Print versus Other Media
Print versus other media
By Denise Scammon
Do statements that appear in print seem more true than those that are presented through some other medium? Why?
“Print in the Mix,” published by the Printing Industry Center at Rochester Institute of Technology, posted the results of research on this topic at:
The results: “Advertising in broadcast media is more likely to be avoided than print advertising. Though this research was completed more than 10 years ago, it presages the recent interest in measuring “engagement”. This study finds that print ads are less aggravating and more believable than ads in other media.”
Rudi Volti, in “Society and Technological Change,” explains that Marshall McLuhan believed the greatest consequences of printing lay in the different modes of thought and perception that printing fostered. Each medium of communication is linked to a different way of looking at the world: “the medium is the message” (216).
When a person reads printed material, except for a few languages, the reading is done in sequences from left to right: letters are recognized, then words, then phrases, then sentences, then paragraphs, and so on. Thoughts form as words are recognized. These thoughts are based on a person’s view of the world and pre-knowledge: “Reading produces an egocentric view of the world, for the reader’s involvement with the printed word is solitary and private” (Volti 216).
There is a difference between the printed word on paper, as in a newspaper, and that same printed word on the newspaper’s Web site, according to Julie Stroebel in her article, “Print Versus Web Journalism: Examining Two Media Through the Lens of Marshall McLuhan,”
“In this case, the form of transport (either the print newspaper or the website) changes the message sent to the reader. The interactivity of the online version sends a message of greater reader involvement and symmetrical interaction. The print version, on the other hand, translates into a message of greater distance and establishes a stronger professional boundary between the journalist and consumer.”
So, that’s it. The print paper version gives more authority to the written word than the online version. Perhaps, this is the case when someone is reading an article based on a topic for which s/he has little knowledge, but, in my opinion, if someone is an expert in a certain field, s/he might not feel that boundary.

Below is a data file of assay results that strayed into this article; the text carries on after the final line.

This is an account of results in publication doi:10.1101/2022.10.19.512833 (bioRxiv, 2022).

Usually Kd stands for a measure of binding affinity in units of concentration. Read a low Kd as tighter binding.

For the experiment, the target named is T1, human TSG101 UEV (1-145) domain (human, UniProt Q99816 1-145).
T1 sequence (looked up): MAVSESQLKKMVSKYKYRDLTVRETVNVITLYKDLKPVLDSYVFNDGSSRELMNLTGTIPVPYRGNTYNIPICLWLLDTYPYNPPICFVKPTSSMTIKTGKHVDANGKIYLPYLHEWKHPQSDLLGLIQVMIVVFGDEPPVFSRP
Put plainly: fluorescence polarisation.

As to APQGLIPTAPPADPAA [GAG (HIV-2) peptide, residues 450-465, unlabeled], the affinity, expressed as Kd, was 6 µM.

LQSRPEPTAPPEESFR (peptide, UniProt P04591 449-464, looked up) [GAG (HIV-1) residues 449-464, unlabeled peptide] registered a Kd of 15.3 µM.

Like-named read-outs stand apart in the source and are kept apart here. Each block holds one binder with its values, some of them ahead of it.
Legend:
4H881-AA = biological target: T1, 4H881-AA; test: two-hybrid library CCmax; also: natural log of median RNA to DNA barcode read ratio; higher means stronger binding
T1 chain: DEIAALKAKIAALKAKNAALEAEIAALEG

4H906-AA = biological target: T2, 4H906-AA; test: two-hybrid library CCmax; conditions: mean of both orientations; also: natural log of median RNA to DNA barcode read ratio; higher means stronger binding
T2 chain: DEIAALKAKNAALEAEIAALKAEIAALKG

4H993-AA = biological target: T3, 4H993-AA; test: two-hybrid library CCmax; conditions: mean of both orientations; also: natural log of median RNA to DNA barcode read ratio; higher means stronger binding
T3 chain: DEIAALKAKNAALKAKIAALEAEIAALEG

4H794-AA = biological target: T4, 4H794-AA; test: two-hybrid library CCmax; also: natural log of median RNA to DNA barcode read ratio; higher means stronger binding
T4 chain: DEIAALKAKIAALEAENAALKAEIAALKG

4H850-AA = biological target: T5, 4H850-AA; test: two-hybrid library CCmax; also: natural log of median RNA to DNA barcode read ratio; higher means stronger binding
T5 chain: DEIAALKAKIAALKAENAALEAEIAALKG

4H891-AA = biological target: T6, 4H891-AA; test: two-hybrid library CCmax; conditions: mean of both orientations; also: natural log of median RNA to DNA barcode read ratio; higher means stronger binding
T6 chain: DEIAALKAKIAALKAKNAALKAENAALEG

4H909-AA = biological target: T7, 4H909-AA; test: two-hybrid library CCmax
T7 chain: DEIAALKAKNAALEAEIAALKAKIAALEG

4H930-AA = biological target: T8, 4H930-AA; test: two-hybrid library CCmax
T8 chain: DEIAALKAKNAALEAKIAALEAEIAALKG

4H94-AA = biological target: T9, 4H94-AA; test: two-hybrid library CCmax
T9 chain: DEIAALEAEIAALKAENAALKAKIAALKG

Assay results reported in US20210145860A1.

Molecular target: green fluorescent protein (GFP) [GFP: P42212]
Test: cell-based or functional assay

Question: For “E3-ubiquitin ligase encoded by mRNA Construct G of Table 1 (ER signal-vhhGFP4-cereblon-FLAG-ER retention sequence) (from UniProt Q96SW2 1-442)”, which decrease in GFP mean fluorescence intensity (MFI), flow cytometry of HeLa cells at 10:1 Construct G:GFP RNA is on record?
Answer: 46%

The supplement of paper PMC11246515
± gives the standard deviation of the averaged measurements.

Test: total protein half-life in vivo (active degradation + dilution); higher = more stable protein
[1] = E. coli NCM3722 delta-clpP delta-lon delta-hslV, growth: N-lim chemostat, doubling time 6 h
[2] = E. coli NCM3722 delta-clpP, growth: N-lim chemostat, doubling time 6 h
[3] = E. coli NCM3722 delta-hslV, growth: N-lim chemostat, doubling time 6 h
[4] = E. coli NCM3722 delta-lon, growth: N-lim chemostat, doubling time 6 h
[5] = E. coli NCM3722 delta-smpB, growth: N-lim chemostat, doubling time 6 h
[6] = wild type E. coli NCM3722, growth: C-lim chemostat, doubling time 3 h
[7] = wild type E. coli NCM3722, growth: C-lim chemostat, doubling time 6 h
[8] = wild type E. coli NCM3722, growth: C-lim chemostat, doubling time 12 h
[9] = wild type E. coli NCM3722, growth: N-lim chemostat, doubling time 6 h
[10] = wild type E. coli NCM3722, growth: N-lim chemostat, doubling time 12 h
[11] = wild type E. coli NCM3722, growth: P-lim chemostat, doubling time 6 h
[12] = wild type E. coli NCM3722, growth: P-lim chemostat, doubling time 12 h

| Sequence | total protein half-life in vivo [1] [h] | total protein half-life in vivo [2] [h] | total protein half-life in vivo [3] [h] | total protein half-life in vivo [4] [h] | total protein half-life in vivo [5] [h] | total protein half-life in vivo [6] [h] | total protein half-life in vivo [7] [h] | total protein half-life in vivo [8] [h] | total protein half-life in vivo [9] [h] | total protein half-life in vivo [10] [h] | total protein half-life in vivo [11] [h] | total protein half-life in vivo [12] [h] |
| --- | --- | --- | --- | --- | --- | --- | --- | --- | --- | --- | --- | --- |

I posted this question on Twitter and received two responses. The first relates to priming, and I think it relates to the “if it’s in print, it’s true” type of mentality. The second relates to the lasting quality of print versus the immediate disappearance of audio/visual messages.
1. Markus Roder says, “It’s an effect called ‘Priming’ that Neuropsychology is looking at very closely since a couple of years. Print is ‘priming’ the motif of ‘truth’ in our brains just as the smell of Citrus-Fruit is priming the motif of ‘Cleanness.’”
2. Jeff Sonderman says, “Printed statements endure, so sense of seriousness and authority. Radio/TV message disappears instantly, so less accountability.”
I have concluded that there is a difference in the believability / credibility / reliability of a message that is read in print (paper) versus messages received via television / radio / Internet.
Related articles by Zemanta
- The Geography of New Media (snarkmarket.com)
- Printed blog publication fails; world dies of shock (arstechnica.com)
- Social Media is Not a Synonym for Chat! (atomicpoet.wordpress.com)
- Rider Mass Media Presentation Week 2 (slideshare.net)
- Why Does WSJ.com Charge For Content? (portfolio.com)
- The end of news websites? (onlinejournalismblog.com)
- Media Literacy: Making Sense Of New Technologies And Media by George Siemens – Mar 28 09 (masternewmedia.org)